Four things Carvalho learned from following chronically absent students
Rebecca Katz | August 23, 2022
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After half of Los Angeles Unified students were chronically absent in the 2021-22 school year, superintendent Alberto Carvalho tweeted in April he would personally take on 30 chronically absent students to better understand the issue.
In an interview earlier this month with LA School Report, Carvalho said he was able to have “regular contact” with 10 of the students he set out to follow, having meetings and lunches with them, and visiting their homes.
“The rest of the students graduated or moved to another state … it became difficult to get a hold of them,” said Carvalho, following remarks he made at an education conference last month in Orlando, Florida.
LAUSD has suffered vast declining enrollment for years, exacerbated by the pandemic and is now trying to amp up larger efforts to get kids regularly attending school.
On the first day of the 2022-23 school year earlier this month, there were more than 60,000 students missing. But the 89% attendance rate was an improvement over last September’s rate of 77% on day one.
Carvalho and his team are working to personally engage with and understand students who have been chronically absent in order to curb chronic absenteeism this school year.
“The students that I did follow … were living in conditions that were worse than we even knew,” he said, adding there were sometimes drug addicted parents or undocumented students living with adults not able to provide “adequate care,” leaving children to fend for themselves.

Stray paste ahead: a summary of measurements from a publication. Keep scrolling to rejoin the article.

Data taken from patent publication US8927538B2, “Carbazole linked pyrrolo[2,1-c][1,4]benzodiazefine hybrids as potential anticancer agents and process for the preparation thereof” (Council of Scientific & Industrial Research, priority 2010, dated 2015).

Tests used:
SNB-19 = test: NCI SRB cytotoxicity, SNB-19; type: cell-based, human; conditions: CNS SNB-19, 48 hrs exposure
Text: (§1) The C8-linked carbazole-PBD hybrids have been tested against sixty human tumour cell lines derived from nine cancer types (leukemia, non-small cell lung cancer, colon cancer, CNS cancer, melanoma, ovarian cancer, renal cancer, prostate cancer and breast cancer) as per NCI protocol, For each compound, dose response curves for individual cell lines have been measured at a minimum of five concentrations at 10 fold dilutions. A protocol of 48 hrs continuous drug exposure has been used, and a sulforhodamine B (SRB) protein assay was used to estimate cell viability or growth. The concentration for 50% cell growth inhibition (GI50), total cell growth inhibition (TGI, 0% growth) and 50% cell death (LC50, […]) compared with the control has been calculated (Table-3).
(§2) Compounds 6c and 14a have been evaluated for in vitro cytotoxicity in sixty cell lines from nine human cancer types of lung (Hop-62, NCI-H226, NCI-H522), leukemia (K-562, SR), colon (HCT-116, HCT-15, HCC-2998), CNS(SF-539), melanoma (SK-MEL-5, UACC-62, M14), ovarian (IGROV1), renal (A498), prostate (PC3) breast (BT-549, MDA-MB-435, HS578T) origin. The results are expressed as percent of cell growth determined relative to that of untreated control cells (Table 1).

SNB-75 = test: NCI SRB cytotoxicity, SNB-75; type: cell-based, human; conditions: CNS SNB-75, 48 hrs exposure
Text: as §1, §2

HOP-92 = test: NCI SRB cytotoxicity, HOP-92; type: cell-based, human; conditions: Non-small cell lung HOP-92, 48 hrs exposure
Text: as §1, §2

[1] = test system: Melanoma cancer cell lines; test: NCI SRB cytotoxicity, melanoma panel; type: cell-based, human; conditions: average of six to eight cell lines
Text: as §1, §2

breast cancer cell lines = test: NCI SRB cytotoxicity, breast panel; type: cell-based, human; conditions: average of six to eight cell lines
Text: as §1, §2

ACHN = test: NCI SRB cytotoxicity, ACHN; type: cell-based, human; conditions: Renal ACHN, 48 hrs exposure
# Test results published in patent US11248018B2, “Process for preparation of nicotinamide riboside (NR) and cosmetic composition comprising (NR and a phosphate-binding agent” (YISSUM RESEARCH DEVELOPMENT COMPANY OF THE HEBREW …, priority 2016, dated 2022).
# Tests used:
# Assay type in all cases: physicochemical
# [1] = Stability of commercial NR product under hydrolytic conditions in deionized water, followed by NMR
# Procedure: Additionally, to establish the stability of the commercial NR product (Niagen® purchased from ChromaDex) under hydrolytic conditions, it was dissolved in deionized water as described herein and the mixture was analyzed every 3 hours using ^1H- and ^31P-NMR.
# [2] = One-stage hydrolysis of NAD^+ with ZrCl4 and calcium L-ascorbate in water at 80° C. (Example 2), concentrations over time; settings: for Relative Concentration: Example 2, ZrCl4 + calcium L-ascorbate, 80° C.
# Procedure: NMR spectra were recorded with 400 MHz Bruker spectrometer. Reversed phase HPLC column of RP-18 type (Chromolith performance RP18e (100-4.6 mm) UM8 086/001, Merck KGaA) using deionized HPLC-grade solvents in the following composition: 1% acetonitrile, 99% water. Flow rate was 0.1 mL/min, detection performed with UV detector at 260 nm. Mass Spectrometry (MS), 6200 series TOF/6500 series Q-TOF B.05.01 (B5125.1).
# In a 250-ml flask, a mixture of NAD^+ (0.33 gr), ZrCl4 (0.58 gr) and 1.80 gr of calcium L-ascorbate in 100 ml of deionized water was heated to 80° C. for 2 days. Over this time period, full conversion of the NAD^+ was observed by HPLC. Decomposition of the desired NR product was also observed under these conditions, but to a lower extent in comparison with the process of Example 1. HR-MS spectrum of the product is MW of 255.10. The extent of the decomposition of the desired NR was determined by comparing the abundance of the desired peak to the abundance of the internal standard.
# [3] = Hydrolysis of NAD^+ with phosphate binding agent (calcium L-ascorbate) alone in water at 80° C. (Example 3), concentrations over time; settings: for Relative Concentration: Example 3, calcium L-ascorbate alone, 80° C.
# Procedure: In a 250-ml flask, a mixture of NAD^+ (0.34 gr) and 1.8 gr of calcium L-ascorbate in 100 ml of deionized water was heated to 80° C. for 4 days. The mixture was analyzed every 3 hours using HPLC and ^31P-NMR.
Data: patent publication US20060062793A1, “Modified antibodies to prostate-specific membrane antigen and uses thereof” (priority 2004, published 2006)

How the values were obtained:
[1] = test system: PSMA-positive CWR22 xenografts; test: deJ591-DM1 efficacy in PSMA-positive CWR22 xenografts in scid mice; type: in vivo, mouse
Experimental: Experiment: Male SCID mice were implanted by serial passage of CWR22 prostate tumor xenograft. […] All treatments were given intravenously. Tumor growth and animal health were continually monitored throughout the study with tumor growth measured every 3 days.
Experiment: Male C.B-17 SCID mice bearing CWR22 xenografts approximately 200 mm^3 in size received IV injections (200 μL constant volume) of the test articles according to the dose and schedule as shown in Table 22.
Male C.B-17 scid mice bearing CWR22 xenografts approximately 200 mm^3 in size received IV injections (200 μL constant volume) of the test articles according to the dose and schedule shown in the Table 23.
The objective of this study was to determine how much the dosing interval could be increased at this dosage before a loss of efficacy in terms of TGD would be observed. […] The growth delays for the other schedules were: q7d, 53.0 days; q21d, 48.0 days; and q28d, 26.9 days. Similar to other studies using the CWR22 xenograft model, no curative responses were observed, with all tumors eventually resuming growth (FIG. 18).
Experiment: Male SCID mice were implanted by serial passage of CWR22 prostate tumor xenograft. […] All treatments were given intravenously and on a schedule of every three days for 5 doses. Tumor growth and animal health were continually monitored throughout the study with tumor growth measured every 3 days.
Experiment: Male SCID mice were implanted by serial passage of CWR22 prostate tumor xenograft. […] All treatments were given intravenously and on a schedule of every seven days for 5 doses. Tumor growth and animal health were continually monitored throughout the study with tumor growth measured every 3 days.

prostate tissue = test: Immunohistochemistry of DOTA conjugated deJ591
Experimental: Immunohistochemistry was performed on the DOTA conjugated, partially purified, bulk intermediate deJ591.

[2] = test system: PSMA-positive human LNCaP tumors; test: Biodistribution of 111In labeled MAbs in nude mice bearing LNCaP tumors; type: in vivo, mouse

Carvalho spoke about four things he learned about chronic absenteeism, declining enrollment in L.A. schools, and how to tackle absenteeism in the coming school year:
1. Many Chronically Absent Students Do Not Have “An Adult Providing Adequate Care”
“In many instances there was an adult present, but not able to provide adequate care,” Carvalho explained. One of the students Carvalho followed was a senior in South Los Angeles who just came out of the juvenile justice system. The young man described his mom as “a loving person, but dealing with severe addiction.”
The teen ended up caring for his two younger siblings as well. “In so many of these situations you see a teenager basically becoming a full-time caretaker … it’s too much for them to take on,” Carvalho said. “In that instance we alerted appropriate entities to make sure the kids were cared for, but we also need to ensure the mom can get the care and resources she needs.”
Another student Carvalho followed was a young woman who came to the U.S. alone and was undocumented, so she was living with an older cousin who was working and didn’t have an adult looking after her, either.
“There are many cases I’ve seen where kids are living with adults who are incapable of providing the care they need … we need to pinpoint these students and show them they have help and support.”
2. Chronically Absent Students Are Caring for Young Siblings, Who Often Are Not Enrolled In School Themselves
Carvalho said he saw many high school students taking care of young siblings because parents were overwhelmed with work or had too many other responsibilities. “You have instances where teenagers are caring for siblings who aren’t even enrolled in the school system yet.”